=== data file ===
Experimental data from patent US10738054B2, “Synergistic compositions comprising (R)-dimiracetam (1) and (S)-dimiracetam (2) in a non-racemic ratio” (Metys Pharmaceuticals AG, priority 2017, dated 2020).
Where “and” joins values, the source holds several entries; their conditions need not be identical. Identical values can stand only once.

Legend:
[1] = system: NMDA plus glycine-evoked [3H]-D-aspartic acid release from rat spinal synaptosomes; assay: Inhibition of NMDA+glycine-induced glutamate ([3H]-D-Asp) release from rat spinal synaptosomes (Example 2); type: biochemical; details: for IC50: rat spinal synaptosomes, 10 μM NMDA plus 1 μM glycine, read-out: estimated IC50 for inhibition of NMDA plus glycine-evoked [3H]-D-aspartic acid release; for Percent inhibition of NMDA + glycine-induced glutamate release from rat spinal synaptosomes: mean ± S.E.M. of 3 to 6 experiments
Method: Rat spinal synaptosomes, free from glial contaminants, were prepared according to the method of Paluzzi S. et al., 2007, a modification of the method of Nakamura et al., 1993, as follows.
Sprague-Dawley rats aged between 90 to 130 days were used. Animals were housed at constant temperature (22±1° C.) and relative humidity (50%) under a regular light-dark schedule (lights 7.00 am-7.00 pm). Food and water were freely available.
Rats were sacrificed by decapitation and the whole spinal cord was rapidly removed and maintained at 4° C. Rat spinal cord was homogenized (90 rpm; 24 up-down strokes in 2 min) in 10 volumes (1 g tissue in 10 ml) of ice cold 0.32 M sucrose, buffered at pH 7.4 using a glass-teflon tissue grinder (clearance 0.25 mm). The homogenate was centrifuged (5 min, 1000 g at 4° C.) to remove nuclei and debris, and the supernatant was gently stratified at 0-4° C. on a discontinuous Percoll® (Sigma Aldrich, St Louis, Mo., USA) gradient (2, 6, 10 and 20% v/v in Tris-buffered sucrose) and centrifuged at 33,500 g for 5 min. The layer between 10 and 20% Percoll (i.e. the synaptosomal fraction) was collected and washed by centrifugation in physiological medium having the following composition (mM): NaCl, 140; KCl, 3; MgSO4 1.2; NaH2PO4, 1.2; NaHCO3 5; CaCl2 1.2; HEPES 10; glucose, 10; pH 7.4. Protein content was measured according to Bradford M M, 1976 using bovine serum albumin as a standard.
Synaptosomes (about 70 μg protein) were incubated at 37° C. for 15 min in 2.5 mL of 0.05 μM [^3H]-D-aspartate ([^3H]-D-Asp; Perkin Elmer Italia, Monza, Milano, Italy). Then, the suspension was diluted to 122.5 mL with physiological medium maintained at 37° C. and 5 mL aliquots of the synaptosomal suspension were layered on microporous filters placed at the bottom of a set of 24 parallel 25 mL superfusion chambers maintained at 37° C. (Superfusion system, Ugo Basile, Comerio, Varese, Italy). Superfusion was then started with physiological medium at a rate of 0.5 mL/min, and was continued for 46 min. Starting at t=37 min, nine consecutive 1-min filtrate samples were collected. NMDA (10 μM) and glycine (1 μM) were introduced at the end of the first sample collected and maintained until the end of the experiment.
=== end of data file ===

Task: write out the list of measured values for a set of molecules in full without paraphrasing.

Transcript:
Experimental data from patent US10738054B2, “Synergistic compositions comprising (R)-dimiracetam (1) and (S)-dimiracetam (2) in a non-racemic ratio” (Metys Pharmaceuticals AG, priority 2017, dated 2020).
Where “and” joins values, the source holds several entries; their conditions need not be identical. Identical values can stand only once.

Legend:
[1] = system: NMDA plus glycine-evoked [3H]-D-aspartic acid release from rat spinal synaptosomes; assay: Inhibition of NMDA+glycine-induced glutamate ([3H]-D-Asp) release from rat spinal synaptosomes (Example 2); type: biochemical; details: for IC50: rat spinal synaptosomes, 10 μM NMDA plus 1 μM glycine, read-out: estimated IC50 for inhibition of NMDA plus glycine-evoked [3H]-D-aspartic acid release; for Percent inhibition of NMDA + glycine-induced glutamate release from rat spinal synaptosomes: mean ± S.E.M. of 3 to 6 experiments
Method: Rat spinal synaptosomes, free from glial contaminants, were prepared according to the method of Paluzzi S. et al., 2007, a modification of the method of Nakamura et al., 1993, as follows.
Sprague-Dawley rats aged between 90 to 130 days were used. Animals were housed at constant temperature (22±1° C.) and relative humidity (50%) under a regular light-dark schedule (lights 7.00 am-7.00 pm). Food and water were freely available.
Rats were sacrificed by decapitation and the whole spinal cord was rapidly removed and maintained at 4° C. Rat spinal cord was homogenized (90 rpm; 24 up-down strokes in 2 min) in 10 volumes (1 g tissue in 10 ml) of ice cold 0.32 M sucrose, buffered at pH 7.4 using a glass-teflon tissue grinder (clearance 0.25 mm). The homogenate was centrifuged (5 min, 1000 g at 4° C.) to remove nuclei and debris, and the supernatant was gently stratified at 0-4° C. on a discontinuous Percoll® (Sigma Aldrich, St Louis, Mo., USA) gradient (2, 6, 10 and 20% v/v in Tris-buffered sucrose) and centrifuged at 33,500 g for 5 min. The layer between 10 and 20% Percoll (i.e. the synaptosomal fraction) was collected and washed by centrifugation in physiological medium having the following composition (mM): NaCl, 140; KCl, 3; MgSO4 1.2; NaH2PO4, 1.2; NaHCO3 5; CaCl2 1.2; HEPES 10; glucose, 10; pH 7.4. Protein content was measured according to Bradford M M, 1976 using bovine serum albumin as a standard.
Synaptosomes (about 70 μg protein) were incubated at 37° C. for 15 min in 2.5 mL of 0.05 μM [^3H]-D-aspartate ([^3H]-D-Asp; Perkin Elmer Italia, Monza, Milano, Italy). Then, the suspension was diluted to 122.5 mL with physiological medium maintained at 37° C. and 5 mL aliquots of the synaptosomal suspension were layered on microporous filters placed at the bottom of a set of 24 parallel 25 mL superfusion chambers maintained at 37° C. (Superfusion system, Ugo Basile, Comerio, Varese, Italy). Superfusion was then started with physiological medium at a rate of 0.5 mL/min, and was continued for 46 min. Starting at t=37 min, nine consecutive 1-min filtrate samples were collected. NMDA (10 μM) and glycine (1 μM) were introduced at the end of the first sample collected and maintained until the end of the experiment.